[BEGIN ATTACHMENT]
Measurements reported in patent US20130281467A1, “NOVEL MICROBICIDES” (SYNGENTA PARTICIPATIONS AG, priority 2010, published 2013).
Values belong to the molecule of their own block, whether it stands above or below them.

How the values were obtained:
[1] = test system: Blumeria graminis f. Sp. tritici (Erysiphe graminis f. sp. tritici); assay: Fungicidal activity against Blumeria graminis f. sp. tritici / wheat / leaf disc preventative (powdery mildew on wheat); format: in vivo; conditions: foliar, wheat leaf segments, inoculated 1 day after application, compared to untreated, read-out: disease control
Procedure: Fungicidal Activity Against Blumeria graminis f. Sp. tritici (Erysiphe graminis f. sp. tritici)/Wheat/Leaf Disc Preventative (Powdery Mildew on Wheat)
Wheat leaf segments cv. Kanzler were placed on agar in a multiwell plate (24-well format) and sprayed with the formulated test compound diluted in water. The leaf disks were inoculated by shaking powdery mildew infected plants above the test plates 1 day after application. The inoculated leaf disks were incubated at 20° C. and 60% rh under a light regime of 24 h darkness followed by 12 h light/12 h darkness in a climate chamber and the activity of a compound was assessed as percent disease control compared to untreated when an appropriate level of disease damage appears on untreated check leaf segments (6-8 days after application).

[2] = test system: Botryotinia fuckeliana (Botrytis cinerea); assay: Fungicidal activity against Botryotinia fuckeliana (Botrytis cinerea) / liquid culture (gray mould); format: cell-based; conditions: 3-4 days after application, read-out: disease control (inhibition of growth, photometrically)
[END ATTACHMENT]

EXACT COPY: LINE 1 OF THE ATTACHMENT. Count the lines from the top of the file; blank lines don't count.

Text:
Measurements reported in patent US20130281467A1, “NOVEL MICROBICIDES” (SYNGENTA PARTICIPATIONS AG, priority 2010, published 2013).